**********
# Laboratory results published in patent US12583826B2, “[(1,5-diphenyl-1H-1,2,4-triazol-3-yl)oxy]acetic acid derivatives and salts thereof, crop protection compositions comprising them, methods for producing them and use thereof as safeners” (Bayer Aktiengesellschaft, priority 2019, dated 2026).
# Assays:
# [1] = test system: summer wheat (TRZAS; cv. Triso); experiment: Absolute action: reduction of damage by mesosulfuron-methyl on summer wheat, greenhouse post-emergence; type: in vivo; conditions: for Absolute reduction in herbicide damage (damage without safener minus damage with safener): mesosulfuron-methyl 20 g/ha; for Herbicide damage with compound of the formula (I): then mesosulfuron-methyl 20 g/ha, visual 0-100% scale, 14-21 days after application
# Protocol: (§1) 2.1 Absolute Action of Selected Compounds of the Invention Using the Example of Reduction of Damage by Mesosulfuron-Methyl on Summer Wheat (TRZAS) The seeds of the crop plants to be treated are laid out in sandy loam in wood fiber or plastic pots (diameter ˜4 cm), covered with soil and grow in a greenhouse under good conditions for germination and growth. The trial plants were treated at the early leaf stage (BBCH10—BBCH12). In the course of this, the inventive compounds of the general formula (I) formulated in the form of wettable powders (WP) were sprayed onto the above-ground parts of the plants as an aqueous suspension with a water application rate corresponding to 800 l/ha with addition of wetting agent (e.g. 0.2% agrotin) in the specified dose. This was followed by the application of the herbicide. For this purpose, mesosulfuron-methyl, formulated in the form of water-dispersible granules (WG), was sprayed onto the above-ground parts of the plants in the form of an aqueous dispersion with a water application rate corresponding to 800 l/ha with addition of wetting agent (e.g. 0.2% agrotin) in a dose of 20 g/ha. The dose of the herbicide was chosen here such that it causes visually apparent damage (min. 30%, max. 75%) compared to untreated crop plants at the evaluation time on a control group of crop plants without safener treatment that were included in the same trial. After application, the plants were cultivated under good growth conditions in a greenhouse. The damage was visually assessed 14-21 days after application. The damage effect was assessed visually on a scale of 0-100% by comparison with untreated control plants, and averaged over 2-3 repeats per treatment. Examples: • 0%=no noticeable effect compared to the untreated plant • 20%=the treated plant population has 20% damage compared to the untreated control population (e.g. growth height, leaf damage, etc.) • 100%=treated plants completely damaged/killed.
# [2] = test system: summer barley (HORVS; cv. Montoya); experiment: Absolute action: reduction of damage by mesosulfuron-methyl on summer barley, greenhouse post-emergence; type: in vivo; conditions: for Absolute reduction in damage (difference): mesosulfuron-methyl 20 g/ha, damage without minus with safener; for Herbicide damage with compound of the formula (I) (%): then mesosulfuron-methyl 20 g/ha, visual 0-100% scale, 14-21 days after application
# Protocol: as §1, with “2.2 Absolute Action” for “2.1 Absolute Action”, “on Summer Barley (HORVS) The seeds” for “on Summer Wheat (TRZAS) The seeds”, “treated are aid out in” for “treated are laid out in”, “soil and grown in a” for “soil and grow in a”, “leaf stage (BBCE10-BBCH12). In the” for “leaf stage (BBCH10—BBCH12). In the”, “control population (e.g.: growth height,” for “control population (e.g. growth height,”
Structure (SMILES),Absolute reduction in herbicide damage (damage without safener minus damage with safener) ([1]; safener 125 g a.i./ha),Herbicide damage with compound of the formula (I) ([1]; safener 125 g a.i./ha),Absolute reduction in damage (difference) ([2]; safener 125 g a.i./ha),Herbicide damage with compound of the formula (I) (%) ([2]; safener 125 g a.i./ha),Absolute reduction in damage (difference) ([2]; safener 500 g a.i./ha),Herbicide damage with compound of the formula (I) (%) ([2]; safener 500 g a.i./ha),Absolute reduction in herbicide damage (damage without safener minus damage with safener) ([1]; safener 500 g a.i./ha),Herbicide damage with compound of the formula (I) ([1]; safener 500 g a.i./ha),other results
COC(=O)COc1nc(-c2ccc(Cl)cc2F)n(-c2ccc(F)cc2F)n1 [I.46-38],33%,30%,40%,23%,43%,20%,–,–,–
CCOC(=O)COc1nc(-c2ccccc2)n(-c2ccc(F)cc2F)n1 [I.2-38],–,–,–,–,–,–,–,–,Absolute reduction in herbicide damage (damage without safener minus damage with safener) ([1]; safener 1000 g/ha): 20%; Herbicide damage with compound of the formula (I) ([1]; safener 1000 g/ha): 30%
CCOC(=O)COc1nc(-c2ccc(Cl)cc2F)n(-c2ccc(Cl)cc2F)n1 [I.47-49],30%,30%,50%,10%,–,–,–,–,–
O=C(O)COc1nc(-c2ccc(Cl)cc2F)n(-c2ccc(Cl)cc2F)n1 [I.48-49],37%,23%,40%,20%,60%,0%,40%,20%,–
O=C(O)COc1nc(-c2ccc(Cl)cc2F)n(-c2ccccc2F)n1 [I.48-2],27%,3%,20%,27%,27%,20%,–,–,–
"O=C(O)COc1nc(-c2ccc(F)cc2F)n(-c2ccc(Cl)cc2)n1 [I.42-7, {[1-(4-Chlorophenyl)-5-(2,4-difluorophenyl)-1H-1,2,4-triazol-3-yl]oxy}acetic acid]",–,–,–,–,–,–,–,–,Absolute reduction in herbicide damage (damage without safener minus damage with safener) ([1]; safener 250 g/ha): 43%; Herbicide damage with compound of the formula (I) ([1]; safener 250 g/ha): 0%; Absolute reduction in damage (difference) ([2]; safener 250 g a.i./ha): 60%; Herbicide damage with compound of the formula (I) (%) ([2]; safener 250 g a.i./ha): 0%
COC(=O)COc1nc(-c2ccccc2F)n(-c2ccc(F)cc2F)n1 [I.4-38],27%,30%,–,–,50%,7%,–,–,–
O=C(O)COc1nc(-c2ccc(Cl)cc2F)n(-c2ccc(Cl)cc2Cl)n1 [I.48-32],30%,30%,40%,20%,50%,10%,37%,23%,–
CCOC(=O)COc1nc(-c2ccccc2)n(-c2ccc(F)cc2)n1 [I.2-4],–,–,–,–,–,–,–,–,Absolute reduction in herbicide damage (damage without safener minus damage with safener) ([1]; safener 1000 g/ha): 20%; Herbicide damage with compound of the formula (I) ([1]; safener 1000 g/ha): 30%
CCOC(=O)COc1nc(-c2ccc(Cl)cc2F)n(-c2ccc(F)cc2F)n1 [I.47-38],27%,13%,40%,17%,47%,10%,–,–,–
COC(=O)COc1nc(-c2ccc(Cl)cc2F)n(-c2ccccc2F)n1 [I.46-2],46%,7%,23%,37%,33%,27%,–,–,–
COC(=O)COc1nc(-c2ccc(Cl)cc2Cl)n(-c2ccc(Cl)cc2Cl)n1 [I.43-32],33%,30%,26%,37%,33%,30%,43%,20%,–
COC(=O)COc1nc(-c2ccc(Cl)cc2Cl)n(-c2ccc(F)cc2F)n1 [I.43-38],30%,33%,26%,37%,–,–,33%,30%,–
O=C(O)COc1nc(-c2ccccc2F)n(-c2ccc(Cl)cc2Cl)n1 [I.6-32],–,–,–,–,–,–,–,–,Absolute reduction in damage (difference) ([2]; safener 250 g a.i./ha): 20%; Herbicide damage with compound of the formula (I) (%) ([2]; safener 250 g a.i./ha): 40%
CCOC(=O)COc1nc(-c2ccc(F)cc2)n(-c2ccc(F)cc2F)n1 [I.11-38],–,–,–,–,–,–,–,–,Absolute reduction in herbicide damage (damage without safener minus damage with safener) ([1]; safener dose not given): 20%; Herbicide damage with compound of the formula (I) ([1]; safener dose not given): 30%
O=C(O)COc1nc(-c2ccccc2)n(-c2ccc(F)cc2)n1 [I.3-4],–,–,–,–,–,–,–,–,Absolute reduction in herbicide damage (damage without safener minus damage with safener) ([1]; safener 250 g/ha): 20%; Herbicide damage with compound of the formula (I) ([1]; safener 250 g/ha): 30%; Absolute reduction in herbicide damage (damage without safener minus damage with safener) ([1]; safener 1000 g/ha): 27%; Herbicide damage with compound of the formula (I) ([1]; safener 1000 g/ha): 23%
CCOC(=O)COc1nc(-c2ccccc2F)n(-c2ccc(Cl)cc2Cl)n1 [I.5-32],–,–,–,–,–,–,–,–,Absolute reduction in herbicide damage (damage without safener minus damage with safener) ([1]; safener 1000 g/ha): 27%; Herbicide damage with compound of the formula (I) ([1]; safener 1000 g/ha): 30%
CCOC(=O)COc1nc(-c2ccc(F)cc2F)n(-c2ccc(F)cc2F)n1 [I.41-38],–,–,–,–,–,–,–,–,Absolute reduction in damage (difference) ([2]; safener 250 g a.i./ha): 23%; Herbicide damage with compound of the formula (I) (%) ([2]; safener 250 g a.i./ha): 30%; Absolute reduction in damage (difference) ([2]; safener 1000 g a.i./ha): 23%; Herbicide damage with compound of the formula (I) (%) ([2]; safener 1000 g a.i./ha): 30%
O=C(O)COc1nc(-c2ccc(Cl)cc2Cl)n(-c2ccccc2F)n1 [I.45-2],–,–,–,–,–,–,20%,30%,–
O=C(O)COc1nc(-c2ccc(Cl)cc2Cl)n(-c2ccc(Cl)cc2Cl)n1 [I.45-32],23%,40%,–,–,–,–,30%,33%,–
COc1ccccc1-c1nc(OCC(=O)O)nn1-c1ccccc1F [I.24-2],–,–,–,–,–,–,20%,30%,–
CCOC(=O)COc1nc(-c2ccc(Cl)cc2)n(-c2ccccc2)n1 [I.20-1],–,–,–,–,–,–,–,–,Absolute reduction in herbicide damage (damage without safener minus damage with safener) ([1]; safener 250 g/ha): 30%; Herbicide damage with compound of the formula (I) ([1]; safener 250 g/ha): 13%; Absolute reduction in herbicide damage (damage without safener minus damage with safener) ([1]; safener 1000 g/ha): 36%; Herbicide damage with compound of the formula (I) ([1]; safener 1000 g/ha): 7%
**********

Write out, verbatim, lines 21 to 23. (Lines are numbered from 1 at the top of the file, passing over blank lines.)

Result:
O=C(O)COc1nc(-c2ccccc2F)n(-c2ccc(Cl)cc2Cl)n1 [I.6-32],–,–,–,–,–,–,–,–,Absolute reduction in damage (difference) ([2]; safener 250 g a.i./ha): 20%; Herbicide damage with compound of the formula (I) (%) ([2]; safener 250 g a.i./ha): 40%
CCOC(=O)COc1nc(-c2ccc(F)cc2)n(-c2ccc(F)cc2F)n1 [I.11-38],–,–,–,–,–,–,–,–,Absolute reduction in herbicide damage (damage without safener minus damage with safener) ([1]; safener dose not given): 20%; Herbicide damage with compound of the formula (I) ([1]; safener dose not given): 30%
O=C(O)COc1nc(-c2ccccc2)n(-c2ccc(F)cc2)n1 [I.3-4],–,–,–,–,–,–,–,–,Absolute reduction in herbicide damage (damage without safener minus damage with safener) ([1]; safener 250 g/ha): 20%; Herbicide damage with compound of the formula (I) ([1]; safener 250 g/ha): 30%; Absolute reduction in herbicide damage (damage without safener minus damage with safener) ([1]; safener 1000 g/ha): 27%; Herbicide damage with compound of the formula (I) ([1]; safener 1000 g/ha): 23%